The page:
Also... what format are the vendors sending their models as... straight CATIA files or something else?
Good luck... I feel your pain, really!
For these two molds I have native reference models from Catia V5 (CATPart). I got lucky and was able to suppress some rounds from them directly in Catia but I don't really know Catia. This at least helped me a bit.
At first the vendor has only sent me IGES files which did open as solids in Creo in first try but they were in horrible shape. All these drafts with all these rounds would be impossible to remove from a completely dead model.
After taking a look at the structure of these two models in Catia there are lots of buried surfaces and features (components in Catia lingo). These surfaces are prior for creation of drafts and rounds that need to be removed from these models.
So in each of these models i supressed most rounds and some drafts in Catia while other pocket type features and such got suppressed along with these. Simply because these models are poorly made. Then I have created a STEP file off of that and also created STEP file off the original. Put the two STEP files onto each other in Rhinoceros and started doing the surfacing work.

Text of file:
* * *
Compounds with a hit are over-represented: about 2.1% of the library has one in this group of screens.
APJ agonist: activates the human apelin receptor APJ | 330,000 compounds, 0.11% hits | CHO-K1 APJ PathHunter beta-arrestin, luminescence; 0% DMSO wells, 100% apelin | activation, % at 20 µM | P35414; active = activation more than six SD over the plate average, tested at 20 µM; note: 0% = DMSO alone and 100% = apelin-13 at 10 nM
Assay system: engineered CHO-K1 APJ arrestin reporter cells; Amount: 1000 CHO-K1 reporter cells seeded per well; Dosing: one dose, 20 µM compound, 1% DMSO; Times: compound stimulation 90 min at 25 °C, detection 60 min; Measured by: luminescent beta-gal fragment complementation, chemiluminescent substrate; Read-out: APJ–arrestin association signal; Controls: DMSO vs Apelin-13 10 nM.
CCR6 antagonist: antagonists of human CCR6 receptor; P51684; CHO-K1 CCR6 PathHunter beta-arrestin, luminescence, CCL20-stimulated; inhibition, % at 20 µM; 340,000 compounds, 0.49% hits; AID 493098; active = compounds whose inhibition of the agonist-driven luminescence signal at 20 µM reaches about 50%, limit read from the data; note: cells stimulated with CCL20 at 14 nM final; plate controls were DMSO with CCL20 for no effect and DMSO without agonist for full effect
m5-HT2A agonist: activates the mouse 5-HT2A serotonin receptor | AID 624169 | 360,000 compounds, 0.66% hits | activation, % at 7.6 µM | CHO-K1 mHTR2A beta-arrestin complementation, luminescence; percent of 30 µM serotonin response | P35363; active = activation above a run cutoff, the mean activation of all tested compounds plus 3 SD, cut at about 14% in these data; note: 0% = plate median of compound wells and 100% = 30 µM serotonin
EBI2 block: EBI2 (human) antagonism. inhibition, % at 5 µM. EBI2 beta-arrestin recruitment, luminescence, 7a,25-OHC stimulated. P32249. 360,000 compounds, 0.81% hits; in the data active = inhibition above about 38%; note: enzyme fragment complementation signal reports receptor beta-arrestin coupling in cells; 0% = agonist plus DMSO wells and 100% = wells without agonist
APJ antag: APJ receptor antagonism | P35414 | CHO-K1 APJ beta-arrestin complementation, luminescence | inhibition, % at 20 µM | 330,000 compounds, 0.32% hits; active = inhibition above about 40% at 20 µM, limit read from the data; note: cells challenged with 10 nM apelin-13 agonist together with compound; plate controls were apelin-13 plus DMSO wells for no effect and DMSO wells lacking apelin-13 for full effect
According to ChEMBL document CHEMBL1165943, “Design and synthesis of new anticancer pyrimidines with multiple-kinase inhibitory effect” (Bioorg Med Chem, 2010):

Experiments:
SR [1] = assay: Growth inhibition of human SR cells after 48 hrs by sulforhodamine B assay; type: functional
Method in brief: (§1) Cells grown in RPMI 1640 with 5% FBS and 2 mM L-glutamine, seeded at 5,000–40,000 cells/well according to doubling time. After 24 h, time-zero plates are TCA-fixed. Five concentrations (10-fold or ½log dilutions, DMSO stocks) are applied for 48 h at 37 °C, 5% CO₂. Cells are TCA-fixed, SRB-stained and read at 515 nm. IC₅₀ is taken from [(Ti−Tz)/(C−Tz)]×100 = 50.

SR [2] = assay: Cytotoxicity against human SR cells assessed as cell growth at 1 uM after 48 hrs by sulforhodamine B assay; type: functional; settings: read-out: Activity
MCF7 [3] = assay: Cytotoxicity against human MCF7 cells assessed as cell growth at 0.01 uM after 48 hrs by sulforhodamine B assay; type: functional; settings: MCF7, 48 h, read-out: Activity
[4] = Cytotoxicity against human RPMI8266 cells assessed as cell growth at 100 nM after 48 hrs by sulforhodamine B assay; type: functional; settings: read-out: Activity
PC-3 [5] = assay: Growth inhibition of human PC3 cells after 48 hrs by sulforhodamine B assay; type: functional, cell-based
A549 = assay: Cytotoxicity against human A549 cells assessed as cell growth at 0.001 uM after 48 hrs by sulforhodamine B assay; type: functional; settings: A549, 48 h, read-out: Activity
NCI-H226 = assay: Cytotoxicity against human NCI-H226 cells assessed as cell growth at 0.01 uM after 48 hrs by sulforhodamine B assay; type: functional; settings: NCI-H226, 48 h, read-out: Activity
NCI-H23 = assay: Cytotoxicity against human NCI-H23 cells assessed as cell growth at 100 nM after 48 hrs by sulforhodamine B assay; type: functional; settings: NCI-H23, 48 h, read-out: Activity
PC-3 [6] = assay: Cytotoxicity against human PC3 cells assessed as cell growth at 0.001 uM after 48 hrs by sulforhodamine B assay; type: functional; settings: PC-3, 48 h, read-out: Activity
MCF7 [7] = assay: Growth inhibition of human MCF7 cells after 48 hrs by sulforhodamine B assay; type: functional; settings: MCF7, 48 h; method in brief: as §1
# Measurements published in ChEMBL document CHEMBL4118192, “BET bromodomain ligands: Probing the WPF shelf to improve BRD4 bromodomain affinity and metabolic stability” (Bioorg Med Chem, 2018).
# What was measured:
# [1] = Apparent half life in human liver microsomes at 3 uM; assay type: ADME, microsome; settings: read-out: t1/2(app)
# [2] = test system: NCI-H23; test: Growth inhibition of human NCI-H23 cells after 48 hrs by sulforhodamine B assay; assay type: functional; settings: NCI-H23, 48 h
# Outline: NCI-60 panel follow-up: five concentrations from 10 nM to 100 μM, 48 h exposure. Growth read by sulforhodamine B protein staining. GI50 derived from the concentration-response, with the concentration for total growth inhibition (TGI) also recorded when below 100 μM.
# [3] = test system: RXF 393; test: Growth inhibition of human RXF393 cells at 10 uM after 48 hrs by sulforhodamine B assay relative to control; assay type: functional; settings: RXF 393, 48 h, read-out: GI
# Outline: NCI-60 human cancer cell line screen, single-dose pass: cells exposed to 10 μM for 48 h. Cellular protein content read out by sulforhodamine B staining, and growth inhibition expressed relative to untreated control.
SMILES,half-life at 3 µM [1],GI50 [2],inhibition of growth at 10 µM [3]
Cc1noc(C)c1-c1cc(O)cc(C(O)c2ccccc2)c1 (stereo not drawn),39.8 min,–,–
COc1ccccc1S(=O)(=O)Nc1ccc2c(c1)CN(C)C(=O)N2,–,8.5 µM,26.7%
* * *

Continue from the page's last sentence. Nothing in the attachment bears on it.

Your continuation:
I take what is necesarry from original model and try to put it onto the model with suppressed rounds and drafts and in that way rebuild it to proper shape. After that i export the model with proper shape but without rounds into Creo, fix it in IDD and apply rounds to it.
So after two days of going from one CAD to another CAD I am done with one model. Now I have one more to go. Well ok, Rhino isn't considered as CAD.
With more experience I could do the surfacing in Creo cause I guess this type of work would require me to use style feature cause shape of these models are too complicated and I lack experience with style feature. I had to make tons of curves in Rhino to get the job done in too little time to learn all this in Creo.
You know all these datum features that are necessary to create anything and that you can't cut through or extrude your sketch from a vertex that is on the imported data cause it's not going to regerenate. Such simple things and take soooo much time cause of the stupid regeneration thing.